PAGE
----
The first techniques involve diving a lot with the sharks and getting to know them up close and personal. This means learning to differentiate between individuals by the spot patterns on their dorsal- and tail fins, estimating size with a diver next to it, and "checking under the hood" for the sex. If it's a male it will have two large pencils known as claspers under the pelvic fins. Most of the sharks that we have recorded at Gladden are juvenile males. Unlike bony fish, sharks reproduce using internal fertilization as opposed to spawning. We do not yet know if Gladden spit is also a mating area for whale sharks, although one large male showed evidence of having recently mated. We take underwater pictures and video, and all of this information is recorded on a sheet for each individual and attached to photos for easy identification. Information on the whale shark individuals is currently being catalogued and will be deposited with the local conservation organization the Friends of Nature and with the Department of Fisheries and included in the global whale shark database, an initiative spearheaded by the UK-based Shark Trust ( To rapidly recognize individual sharks, establish counts and promote participation in the research we tag the whale sharks with numbered marker tags.

The marker tags also help us determine movement: two dive groups saw a whale shark with our tag north of Cancún, Mexico, over 600km away from Gladden Spit! What if the sharks are present and you don't see them? Or what if it's night or the weather is bad and we can't be on the sea for stretches of time? To help us get around these difficulties, we also tag some of the whale sharks with acoustic or "pinger" tags.

Each pinger emits a different pulse of sound that helps us differentiate between the sharks. The sound is then picked up by underwater receivers stationed at different points along the reef which record shark presence and absence, day and night, month after month, good weather or bad. These tags and receivers have told us that the same whale sharks are coming back to Gladden every year and arrive when the fish start to spawn. The receivers also tell us that the sharks often leave after the two-week spawning moon and return for the next moon with the fish, only to leave for the rest of the year. So where are whale sharks going to between spawning moons and where are they the rest of the year? To try and elucidate this mystery we are using the latest technology: satellite pop-off tags.

The satellite tag is an amazing piece of technology. A mini-computer surrounded by dense floating foam with an antenna at one end, the tag records depth, temperature and light levels that the animal is diving to - every minute of the day for as long as it stays on the shark. At a pre-programmed date, the tag detaches itself from the shark and floats to the surface. The information is transmitted to a satellite overhead, and sent to us as an email. The tags have revealed that whale sharks can dive beyond 700m, and withstand temperatures below 80Celcius for short periods of time. They appear to make most of the deep dives between the full moons when the snappers are taking a rest from spawning, and are therefore possibly looking for food at depth.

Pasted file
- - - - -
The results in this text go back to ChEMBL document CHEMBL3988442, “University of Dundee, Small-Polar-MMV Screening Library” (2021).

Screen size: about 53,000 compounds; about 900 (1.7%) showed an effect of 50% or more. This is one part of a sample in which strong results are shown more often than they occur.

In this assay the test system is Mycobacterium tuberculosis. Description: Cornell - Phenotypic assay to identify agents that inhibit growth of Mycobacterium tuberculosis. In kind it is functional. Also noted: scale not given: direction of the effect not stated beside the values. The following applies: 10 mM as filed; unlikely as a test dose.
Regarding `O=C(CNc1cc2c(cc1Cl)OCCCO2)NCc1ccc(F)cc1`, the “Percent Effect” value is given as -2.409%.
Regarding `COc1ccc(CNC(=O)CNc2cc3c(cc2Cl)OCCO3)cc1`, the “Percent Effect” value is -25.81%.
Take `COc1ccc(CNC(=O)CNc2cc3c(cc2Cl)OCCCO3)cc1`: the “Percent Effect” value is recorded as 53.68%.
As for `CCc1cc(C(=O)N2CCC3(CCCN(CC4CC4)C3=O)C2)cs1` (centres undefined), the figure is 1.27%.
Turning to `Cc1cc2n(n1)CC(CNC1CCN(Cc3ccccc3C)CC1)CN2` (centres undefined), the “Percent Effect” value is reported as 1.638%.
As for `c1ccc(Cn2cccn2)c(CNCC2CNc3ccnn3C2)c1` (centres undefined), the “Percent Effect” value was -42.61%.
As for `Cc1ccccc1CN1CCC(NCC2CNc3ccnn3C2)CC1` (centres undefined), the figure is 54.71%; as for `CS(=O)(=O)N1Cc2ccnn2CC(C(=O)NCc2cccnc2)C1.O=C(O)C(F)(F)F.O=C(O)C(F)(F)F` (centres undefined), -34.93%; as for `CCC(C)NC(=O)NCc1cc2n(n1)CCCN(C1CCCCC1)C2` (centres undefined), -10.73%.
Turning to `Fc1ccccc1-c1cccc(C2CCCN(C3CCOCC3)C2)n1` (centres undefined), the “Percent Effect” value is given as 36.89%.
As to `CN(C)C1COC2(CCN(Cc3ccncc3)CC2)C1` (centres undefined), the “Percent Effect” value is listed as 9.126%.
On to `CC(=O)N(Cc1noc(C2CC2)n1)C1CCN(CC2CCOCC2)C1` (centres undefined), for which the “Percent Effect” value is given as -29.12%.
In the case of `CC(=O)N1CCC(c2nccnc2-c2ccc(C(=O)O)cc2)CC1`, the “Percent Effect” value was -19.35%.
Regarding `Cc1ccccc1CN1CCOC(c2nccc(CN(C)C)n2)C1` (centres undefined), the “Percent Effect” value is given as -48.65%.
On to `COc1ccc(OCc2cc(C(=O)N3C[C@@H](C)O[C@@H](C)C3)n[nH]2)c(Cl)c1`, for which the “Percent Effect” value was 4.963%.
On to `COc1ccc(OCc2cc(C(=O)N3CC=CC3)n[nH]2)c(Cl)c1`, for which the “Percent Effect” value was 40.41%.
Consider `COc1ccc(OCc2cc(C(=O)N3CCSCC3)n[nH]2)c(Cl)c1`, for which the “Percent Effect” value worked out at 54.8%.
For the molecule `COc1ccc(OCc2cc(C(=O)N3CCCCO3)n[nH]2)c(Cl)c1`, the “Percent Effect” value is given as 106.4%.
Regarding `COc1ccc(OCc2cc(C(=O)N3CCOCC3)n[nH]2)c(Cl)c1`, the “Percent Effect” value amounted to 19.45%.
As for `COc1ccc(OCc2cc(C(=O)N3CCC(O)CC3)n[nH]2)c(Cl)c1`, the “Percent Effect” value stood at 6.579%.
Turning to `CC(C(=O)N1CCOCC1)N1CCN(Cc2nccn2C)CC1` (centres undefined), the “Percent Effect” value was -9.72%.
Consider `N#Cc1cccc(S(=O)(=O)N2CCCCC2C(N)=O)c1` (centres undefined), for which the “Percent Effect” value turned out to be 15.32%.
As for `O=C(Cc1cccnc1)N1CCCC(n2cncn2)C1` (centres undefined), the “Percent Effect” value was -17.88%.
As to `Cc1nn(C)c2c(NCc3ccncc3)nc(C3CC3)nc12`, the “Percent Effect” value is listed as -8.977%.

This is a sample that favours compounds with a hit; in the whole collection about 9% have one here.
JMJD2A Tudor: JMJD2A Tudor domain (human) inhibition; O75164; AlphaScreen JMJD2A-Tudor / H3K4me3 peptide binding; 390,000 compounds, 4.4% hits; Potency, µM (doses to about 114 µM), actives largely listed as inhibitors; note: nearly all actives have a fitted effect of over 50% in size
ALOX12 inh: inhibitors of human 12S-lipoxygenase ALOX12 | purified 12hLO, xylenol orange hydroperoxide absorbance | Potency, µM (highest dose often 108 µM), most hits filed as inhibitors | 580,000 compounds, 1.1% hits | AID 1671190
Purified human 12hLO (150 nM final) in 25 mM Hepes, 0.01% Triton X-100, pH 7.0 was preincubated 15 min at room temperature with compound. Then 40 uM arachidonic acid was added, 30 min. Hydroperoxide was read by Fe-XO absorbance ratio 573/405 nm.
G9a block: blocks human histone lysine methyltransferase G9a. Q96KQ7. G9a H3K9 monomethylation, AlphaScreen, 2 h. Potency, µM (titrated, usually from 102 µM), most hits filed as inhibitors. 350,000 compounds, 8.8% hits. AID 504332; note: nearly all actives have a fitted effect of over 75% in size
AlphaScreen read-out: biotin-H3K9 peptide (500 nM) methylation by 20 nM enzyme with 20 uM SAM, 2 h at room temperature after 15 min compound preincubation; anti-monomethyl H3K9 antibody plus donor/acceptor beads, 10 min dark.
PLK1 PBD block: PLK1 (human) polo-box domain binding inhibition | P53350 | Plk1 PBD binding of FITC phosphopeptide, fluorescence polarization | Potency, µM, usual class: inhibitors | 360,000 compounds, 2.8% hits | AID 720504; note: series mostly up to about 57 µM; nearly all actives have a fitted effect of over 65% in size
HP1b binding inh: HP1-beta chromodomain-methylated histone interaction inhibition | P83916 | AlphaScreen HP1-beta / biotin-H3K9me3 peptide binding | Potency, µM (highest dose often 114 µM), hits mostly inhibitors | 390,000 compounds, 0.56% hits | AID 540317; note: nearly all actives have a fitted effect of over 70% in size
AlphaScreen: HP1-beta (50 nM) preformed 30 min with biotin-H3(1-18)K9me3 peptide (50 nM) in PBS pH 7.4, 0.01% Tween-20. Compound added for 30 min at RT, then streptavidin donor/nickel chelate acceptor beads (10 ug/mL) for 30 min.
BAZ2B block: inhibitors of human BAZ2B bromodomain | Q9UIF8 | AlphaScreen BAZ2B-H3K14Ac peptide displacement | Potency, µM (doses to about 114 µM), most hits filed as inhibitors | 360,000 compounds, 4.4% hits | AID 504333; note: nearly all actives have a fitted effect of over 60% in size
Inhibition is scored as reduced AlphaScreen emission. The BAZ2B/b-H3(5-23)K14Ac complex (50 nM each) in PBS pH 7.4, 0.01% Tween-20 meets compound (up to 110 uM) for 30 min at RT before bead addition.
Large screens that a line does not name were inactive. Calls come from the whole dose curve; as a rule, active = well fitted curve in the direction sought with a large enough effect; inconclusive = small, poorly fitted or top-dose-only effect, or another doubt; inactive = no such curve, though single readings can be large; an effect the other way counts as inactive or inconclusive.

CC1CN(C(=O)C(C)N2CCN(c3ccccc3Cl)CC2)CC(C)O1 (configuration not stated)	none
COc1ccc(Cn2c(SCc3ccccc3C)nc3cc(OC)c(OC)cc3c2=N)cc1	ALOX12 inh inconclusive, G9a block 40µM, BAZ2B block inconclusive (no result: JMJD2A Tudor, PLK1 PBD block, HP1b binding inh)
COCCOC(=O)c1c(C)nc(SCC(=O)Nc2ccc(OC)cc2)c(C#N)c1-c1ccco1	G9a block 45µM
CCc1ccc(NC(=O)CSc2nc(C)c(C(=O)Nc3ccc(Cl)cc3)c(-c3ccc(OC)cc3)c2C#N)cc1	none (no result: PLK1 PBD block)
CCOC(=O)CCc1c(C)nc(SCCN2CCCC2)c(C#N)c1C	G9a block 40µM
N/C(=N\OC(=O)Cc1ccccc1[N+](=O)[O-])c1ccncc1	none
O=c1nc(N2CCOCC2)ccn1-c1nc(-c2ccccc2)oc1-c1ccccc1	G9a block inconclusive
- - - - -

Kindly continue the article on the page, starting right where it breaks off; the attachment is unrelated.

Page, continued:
We only have part of the whale shark puzzle. We still need to know how do they know to arrive when they do and what other sites are they visiting, what is their fine-scale movement behavior between and beyond the fish spawning moons, and how much energy are they using to find food? The only way to get the necessary information in time to protect this phenomenally charismatic creature is by working as a team locally, regionally and globally. This is particularly important as 2002 is the year in which the Convention on the International Trade of Endangered Species (CITES) will table a proposal later this year to list the whale shark on the Appendix II list, regulating its trade and supporting its conservation. We are thankful to work with local fishermen, tour-guides, local conservation organizations such as Placencia's own Friends of Nature, the Belize government and other researchers - and as a team, we are pooling our pieces of the puzzle and finally beginning to see the larger picture of the life and ways of our giant ambassador of the seas.